Northern Michigan hit hardest by unemployment

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Capital News Service
LANSING – While the state unemployment rate dropped between December 2016 and last December, joblessness rose in many Northern Michigan counties.
The unemployment rate improved from 5.1 percent to 4.7 during that time statewide, but more than half of the counties experienced higher rates, according to the Department of Technology, Management and Budget.
Most are northern counties, including the top five: Mackinac, Cheboygan, Montmorency, Alger and Schoolcraft.
Economic analyst Jim Rhein said isolation plays a big role in higher unemployment rates in rural areas, not only in Michigan but nationwide.
“In a rural area if you lose your job, there is not that much variation in the job market,” said Rhein, who works for Technology, Management and Budget.
If a job does open up, it may not be close or convenient enough, he said. That makes commuting difficult, especially in the winter when roads are often slippery.
During winter, unemployment rates are higher in northern counties, he said. That’s because the majority of the local economy is supported by agriculture and tourism, which peak in the summer. Thus in the spring and summer, rates are closer to the state rate, said Rhein.
To create a more stable economy and job market, the U.S. Department of Agriculture Rural Development helps rural regions expand economically.
“Our organization is focused to assist rural communities, entrepreneurs and citizens develop and expand based on their needs,” said Jason Allen, the state director of the federal program.
The agency invested $36.5 million in rural Michigan businesses, according to its 2016 progress report.
Providing economic opportunity is the solution to reducing unemployment, said Alec Lloyd, the Rural Development public information coordinator.
“The goal is helping rural economies find their strengths,” he said.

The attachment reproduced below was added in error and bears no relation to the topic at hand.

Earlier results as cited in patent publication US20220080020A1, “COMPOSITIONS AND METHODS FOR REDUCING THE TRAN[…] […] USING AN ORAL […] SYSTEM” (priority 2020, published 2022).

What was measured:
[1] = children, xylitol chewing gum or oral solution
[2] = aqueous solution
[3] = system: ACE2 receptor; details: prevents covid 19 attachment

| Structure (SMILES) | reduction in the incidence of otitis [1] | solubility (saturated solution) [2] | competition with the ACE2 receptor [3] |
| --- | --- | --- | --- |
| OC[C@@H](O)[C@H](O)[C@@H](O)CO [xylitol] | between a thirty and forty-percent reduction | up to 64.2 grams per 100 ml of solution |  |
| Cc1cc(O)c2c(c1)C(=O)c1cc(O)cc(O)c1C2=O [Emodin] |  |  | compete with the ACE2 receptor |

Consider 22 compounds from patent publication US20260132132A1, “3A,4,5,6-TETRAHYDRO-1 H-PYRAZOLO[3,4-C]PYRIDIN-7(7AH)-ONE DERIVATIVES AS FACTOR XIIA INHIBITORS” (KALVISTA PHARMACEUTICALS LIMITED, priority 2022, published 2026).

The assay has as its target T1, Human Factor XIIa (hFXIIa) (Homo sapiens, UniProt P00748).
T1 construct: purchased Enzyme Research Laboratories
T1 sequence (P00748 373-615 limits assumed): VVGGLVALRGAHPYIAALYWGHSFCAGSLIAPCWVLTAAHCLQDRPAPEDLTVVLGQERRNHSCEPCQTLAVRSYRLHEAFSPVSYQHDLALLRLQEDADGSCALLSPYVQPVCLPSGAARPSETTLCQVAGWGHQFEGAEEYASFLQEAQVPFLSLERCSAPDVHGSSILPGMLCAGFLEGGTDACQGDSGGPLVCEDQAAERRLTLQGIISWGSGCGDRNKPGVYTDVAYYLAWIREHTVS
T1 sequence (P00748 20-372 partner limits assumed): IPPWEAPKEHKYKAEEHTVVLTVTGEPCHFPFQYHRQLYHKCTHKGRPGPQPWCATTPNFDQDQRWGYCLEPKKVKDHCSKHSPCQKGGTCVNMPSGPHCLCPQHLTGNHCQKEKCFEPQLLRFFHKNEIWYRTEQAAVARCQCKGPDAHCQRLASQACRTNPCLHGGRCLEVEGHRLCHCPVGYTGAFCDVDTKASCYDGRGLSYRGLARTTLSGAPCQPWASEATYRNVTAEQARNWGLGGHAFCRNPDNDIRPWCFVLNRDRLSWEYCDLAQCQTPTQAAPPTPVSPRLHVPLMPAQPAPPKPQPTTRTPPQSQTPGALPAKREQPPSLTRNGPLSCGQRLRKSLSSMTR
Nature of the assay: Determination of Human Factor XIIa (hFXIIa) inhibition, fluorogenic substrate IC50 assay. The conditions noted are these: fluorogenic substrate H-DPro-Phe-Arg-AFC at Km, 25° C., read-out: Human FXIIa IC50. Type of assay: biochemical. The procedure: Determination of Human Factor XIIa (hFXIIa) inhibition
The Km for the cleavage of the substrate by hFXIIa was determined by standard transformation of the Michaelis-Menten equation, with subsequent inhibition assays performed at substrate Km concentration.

To accomplish that goal, Rural Development supports local producers in adding value to their products by starting businesses such as breweries, wineries and cider mills through Value-Added Producer Grants.
Value-added activity covers a range of possibilities for agricultural producers, from a farmer branding raw products as local to a vineyard producing its own wine.
These grants help agricultural producers bring in more profit by generating new products that will attract new customers and tourists, rather than selling their products as just a commodity.
That allows producers to exponentially increase the value of their products and invest that value back into the local economy, generating economic benefits and growth, Lloyd said.
There are also regional-specific organizations to assist in job searching.
For example, Northwest Michigan Works! offers free services such as career planning and workshops designed to match people’s interests and skills with similar jobs nearby.
Michigan Works! says its goal is to “evaluate a job seekers’ strengths and skills, help them create or update their resume, sharpen interview skills and more.”
The agency serves 10 counties: Antrim, Benzie, Charlevoix, Emmet, Grand Traverse, Kalkaska, Leelanau, Manistee, Missaukee and Wexford.
It provides a public resource room in each service center that can be used for job searching, and a bulletin board displaying job openings. Career advisors offer individualized help.
Regional operations manager Kathy Taylor said its adult learning labs help people who may not have finished their education to bring their skill level up, giving them more employment opportunities.
The labs offer GED preparation and other basic educational skills.

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